CAMBRIA – Ted Shaw was coming off a depressive period when the sight of people painting the sky with kites along the Niagara River at Gratwick Park was the beginning of a hobby that opened up his life again.

“It helped bring me back to normal,” he said of kite flying. “Just being outdoors in the sun and watching the kite in the sky, it’s uplifting.”

In the 20 years that have gone by since, his collection of kites has grown to about 80, including one painted by hand with flowers and a 125-square-foot model in rainbow colors. And as past director and current president of the Great Lakes Kiteflyers Society (, he flies with the group of about 30 at Gratwick twice a month – noon to 4 p.m. the first Saturday and third Sunday – and goes to special kite events.

For the Saturday of Memorial Day weekend, he’s arranged for two Canadian guest flyers to come to Gratwick Park with giant kites and kites shaped like eyeballs, a penguin family and an octopus. The appearances will be part of the May 25 kite fundraiser for homeless veterans. From noon to 4 p.m. organizers will collect donations, serve hot dogs and give away 800 free kites to children. Registration is encouraged, but not essential, at

When Shaw, 66, first got into kiting, he was attracted to kites with two lines that steer and control direction. Now he prefers single-line kites because he can tether them to the ground and visit with fellow kite flyers.

“We put stakes in and it flies by itself, and then we walk around and talk to each other,” said Shaw, a retired former highway engineer with the state. “If it’s a steady breeze, you don’t have to stand there and manage it. The advantage of staking down is you can put two or three kites up. You’re not stuck with just one.”

What kind of kites do club members fly?

We have kites that are anywhere from 2 square inches to 450 square feet.

One of our main purposes of our club is to expose people to kiting and get ’em started if they want to … There are a lot of people that don’t have any idea that this is going on.

Two square inches?

You use a sewing thread for string. It could be made out of a turkey feather. Anything light. Toothpicks and light fabrics or paper. Those are miniature kites. You only use two or three feet of thread. There’s a whole field in that. For some people, that’s all they make.

Do you fly those?

I like the bigger stuff. I used to fly two-line and four-line kites. Now it’s mostly just single-line kites. The four-line kite goes in every direction. It can go forward, reverse, stop, sideways and spin.

I like the social aspect of it. When you’re flying stunt kites, you’re kind of removed from the crowd.

Several of us have taken up sewing, too. We have workshops where we get together and make our own kites. It’s like a room full of 25 men sewing kites and a couple of women. It’s fun. You can save some money. It’s fun to work with a group. These kites can cost a few hundred dollars, and you might be able to make one for a hundred dollars.

Can you tell me a memorable kite-related story?

There was an amusing incident this weekend. There was this guy that made a kite that had a red hat lady on it. Appliqued. He made the kite for his wife. She was flying it and she dropped the spool of twine. It flew up Gratwick Park to the other side of Grand Island. About 30 minutes later, it came back in a boat. Two men brought it back. We thought that was pretty amazing. The boaters see our kites all the time. A lot of times, you’ll see them shut the motors down and just kind of drift by.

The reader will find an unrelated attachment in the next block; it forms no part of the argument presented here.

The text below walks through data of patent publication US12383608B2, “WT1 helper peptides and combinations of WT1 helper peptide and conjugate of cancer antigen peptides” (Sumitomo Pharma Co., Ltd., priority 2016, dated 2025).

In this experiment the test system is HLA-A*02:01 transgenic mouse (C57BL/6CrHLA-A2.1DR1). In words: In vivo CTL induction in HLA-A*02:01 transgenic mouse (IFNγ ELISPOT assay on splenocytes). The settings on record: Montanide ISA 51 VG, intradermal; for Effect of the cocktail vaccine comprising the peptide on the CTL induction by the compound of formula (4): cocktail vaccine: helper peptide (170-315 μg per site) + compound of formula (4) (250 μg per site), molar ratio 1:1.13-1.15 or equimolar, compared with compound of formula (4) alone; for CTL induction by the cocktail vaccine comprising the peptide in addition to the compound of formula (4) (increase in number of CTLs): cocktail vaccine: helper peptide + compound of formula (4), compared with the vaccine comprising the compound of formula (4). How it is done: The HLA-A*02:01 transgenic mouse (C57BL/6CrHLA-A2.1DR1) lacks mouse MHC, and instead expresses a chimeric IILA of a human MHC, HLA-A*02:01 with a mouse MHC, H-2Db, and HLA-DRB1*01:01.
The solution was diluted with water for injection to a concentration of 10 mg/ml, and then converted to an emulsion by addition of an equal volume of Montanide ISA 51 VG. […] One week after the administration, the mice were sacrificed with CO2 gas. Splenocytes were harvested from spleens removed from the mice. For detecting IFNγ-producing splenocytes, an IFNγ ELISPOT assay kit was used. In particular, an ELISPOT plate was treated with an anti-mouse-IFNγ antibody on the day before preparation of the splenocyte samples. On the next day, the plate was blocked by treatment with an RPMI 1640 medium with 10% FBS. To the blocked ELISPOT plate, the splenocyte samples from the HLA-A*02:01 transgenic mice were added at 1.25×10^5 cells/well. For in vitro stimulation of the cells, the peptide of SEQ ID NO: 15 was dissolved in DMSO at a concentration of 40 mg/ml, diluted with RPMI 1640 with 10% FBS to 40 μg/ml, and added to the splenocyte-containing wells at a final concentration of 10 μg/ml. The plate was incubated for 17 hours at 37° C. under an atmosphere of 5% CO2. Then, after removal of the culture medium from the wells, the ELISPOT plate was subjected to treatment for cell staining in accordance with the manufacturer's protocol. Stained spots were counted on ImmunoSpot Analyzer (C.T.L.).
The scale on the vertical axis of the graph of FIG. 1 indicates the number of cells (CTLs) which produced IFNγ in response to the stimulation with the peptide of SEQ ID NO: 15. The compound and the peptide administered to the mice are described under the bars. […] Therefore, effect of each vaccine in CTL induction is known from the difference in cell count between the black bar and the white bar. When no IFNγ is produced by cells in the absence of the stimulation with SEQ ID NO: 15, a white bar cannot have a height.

A few years ago at the Niagara International Kite Festival at Reservoir Park, in Niagara Falls, there was a fellow here from Japan who flew his 10,000-square-foot kite. I think it was called the “Mega Moon.” It’s the size of an Olympic swimming pool. But it’s open on the long side. It takes about 20 people to fly it. You want to see it in action search for “mega moon” on YouTube.

It’s a $50,000 kite. There’s only three of them in the world, or maybe four. You could park 22 school buses inside it. Just to be that close is just amazing.

What do you love about kite flying?

One of my biggest joys is to stand in a crowd of observers and hand the kite to different people and let ’em fly it. It’s just sort of magical to see people’s faces. Sometimes they’re afraid to take it. They think they’re going to break it. I’ll explain to them why it’s flying and give them instructions on how to fly it.

Why do they fly?

The air hits the front of the kite and gives it some lift. The other part of the air passes over the front end of the kite and that creates a vacuum on the back that lifts the kite just like an airplane wing. It all works because the kite is tethered and the air flows over.

Was Benjamin Franklin’s kite experiment with electricity one of the more famous kites in history?

He discovered static electricity. I don’t fly in the rain or lightning. One of the most interesting events in this area, though, was the story of Homan Walsh.

When they wanted to build the first bridge across the Niagara Gorge, they had a contest to see who could fly a kite across the gorge. As a young boy, he made two attempts; he finally got across on the second attempt. And then they used his kite string to pull successively larger lines across. And, eventually, steel cables to build a suspension bridge. It wasn’t too far from the whirlpool I think, but I think it’s gone now. (Find the story at